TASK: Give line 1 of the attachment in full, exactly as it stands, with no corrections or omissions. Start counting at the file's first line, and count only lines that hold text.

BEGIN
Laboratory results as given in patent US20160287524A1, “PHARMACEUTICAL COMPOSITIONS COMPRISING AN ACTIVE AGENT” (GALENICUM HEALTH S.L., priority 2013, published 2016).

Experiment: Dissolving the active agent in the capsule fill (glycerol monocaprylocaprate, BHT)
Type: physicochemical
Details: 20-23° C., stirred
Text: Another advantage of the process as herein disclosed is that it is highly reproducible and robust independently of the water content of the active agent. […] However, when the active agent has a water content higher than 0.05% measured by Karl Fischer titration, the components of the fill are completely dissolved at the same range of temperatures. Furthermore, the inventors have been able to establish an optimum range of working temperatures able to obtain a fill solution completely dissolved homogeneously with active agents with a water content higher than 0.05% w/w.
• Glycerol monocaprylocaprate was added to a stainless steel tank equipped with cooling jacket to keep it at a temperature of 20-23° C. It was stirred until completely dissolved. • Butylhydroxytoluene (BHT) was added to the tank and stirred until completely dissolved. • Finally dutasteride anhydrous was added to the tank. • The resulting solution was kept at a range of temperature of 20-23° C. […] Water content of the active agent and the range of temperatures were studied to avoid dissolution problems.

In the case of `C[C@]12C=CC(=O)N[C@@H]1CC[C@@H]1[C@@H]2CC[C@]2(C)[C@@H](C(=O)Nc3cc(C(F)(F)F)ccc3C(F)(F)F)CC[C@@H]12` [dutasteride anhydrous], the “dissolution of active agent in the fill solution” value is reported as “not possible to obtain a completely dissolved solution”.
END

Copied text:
Laboratory results as given in patent US20160287524A1, “PHARMACEUTICAL COMPOSITIONS COMPRISING AN ACTIVE AGENT” (GALENICUM HEALTH S.L., priority 2013, published 2016).